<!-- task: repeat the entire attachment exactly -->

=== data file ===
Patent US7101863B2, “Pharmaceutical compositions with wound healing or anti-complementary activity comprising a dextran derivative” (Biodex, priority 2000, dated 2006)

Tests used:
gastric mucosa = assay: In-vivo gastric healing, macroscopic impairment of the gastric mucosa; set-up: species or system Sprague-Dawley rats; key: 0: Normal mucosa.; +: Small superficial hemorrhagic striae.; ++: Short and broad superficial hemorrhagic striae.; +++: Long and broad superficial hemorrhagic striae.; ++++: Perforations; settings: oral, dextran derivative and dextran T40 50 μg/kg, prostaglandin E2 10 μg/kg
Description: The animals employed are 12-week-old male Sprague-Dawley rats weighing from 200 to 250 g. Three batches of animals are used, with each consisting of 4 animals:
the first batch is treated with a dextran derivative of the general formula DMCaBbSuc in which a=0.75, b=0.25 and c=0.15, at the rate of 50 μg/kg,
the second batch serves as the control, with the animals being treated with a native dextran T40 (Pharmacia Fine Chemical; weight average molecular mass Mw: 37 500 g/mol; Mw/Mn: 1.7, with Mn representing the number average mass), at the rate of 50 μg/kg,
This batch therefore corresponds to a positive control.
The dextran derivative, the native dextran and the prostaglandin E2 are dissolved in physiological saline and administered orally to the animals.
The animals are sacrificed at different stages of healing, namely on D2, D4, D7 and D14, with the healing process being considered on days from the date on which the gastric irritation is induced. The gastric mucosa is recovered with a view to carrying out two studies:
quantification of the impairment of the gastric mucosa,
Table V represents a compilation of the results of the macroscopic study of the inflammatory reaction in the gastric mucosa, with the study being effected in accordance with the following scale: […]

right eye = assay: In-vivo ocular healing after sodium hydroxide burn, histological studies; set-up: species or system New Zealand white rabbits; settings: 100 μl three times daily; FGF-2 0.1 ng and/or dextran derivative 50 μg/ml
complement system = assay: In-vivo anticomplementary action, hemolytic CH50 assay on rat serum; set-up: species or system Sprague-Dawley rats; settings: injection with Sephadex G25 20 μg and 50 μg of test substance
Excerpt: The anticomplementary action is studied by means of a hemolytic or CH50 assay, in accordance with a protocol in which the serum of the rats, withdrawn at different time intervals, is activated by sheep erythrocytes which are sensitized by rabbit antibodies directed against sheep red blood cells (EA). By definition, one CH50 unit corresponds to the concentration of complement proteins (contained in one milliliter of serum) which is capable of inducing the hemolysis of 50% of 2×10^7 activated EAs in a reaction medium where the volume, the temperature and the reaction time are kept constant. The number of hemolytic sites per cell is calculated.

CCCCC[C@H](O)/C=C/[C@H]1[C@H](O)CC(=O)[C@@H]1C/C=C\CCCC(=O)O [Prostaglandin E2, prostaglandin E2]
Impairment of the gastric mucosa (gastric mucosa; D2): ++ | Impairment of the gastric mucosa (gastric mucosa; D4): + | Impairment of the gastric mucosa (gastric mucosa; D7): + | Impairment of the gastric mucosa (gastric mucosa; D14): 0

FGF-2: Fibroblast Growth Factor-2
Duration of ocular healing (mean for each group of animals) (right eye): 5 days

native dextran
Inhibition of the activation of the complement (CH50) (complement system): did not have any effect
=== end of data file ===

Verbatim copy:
Patent US7101863B2, “Pharmaceutical compositions with wound healing or anti-complementary activity comprising a dextran derivative” (Biodex, priority 2000, dated 2006)

Tests used:
gastric mucosa = assay: In-vivo gastric healing, macroscopic impairment of the gastric mucosa; set-up: species or system Sprague-Dawley rats; key: 0: Normal mucosa.; +: Small superficial hemorrhagic striae.; ++: Short and broad superficial hemorrhagic striae.; +++: Long and broad superficial hemorrhagic striae.; ++++: Perforations; settings: oral, dextran derivative and dextran T40 50 μg/kg, prostaglandin E2 10 μg/kg
Description: The animals employed are 12-week-old male Sprague-Dawley rats weighing from 200 to 250 g. Three batches of animals are used, with each consisting of 4 animals:
the first batch is treated with a dextran derivative of the general formula DMCaBbSuc in which a=0.75, b=0.25 and c=0.15, at the rate of 50 μg/kg,
the second batch serves as the control, with the animals being treated with a native dextran T40 (Pharmacia Fine Chemical; weight average molecular mass Mw: 37 500 g/mol; Mw/Mn: 1.7, with Mn representing the number average mass), at the rate of 50 μg/kg,
This batch therefore corresponds to a positive control.
The dextran derivative, the native dextran and the prostaglandin E2 are dissolved in physiological saline and administered orally to the animals.
The animals are sacrificed at different stages of healing, namely on D2, D4, D7 and D14, with the healing process being considered on days from the date on which the gastric irritation is induced. The gastric mucosa is recovered with a view to carrying out two studies:
quantification of the impairment of the gastric mucosa,
Table V represents a compilation of the results of the macroscopic study of the inflammatory reaction in the gastric mucosa, with the study being effected in accordance with the following scale: […]

right eye = assay: In-vivo ocular healing after sodium hydroxide burn, histological studies; set-up: species or system New Zealand white rabbits; settings: 100 μl three times daily; FGF-2 0.1 ng and/or dextran derivative 50 μg/ml
complement system = assay: In-vivo anticomplementary action, hemolytic CH50 assay on rat serum; set-up: species or system Sprague-Dawley rats; settings: injection with Sephadex G25 20 μg and 50 μg of test substance
Excerpt: The anticomplementary action is studied by means of a hemolytic or CH50 assay, in accordance with a protocol in which the serum of the rats, withdrawn at different time intervals, is activated by sheep erythrocytes which are sensitized by rabbit antibodies directed against sheep red blood cells (EA). By definition, one CH50 unit corresponds to the concentration of complement proteins (contained in one milliliter of serum) which is capable of inducing the hemolysis of 50% of 2×10^7 activated EAs in a reaction medium where the volume, the temperature and the reaction time are kept constant. The number of hemolytic sites per cell is calculated.

CCCCC[C@H](O)/C=C/[C@H]1[C@H](O)CC(=O)[C@@H]1C/C=C\CCCC(=O)O [Prostaglandin E2, prostaglandin E2]
Impairment of the gastric mucosa (gastric mucosa; D2): ++ | Impairment of the gastric mucosa (gastric mucosa; D4): + | Impairment of the gastric mucosa (gastric mucosa; D7): + | Impairment of the gastric mucosa (gastric mucosa; D14): 0

FGF-2: Fibroblast Growth Factor-2
Duration of ocular healing (mean for each group of animals) (right eye): 5 days

native dextran
Inhibition of the activation of the complement (CH50) (complement system): did not have any effect